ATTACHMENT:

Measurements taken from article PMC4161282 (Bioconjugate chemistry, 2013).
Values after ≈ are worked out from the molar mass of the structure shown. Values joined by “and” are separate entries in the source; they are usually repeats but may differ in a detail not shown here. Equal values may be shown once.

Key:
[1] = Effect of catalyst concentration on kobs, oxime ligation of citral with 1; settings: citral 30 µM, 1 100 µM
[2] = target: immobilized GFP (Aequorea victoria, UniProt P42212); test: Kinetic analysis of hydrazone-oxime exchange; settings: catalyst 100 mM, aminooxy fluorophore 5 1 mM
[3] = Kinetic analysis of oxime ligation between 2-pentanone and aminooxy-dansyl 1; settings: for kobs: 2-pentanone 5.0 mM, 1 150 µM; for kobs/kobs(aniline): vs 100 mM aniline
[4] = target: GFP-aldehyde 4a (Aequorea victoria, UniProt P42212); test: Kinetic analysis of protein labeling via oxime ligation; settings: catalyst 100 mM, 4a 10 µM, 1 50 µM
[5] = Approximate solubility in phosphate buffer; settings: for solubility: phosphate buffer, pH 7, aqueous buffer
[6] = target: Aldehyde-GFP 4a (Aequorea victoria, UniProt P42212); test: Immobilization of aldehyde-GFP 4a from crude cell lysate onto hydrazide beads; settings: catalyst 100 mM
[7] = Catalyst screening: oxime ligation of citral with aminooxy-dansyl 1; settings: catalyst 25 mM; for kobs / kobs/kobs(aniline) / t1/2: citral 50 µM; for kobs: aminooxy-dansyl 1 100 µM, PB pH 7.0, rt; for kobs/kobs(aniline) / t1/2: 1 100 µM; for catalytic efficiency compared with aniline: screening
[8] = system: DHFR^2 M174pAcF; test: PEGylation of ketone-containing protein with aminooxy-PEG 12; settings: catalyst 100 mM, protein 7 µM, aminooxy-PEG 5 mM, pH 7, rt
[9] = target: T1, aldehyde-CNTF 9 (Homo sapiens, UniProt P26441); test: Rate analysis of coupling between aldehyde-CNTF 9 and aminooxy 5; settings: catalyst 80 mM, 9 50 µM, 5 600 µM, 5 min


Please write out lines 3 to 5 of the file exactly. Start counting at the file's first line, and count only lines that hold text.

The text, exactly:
Key:
[1] = Effect of catalyst concentration on kobs, oxime ligation of citral with 1; settings: citral 30 µM, 1 100 µM
[2] = target: immobilized GFP (Aequorea victoria, UniProt P42212); test: Kinetic analysis of hydrazone-oxime exchange; settings: catalyst 100 mM, aminooxy fluorophore 5 1 mM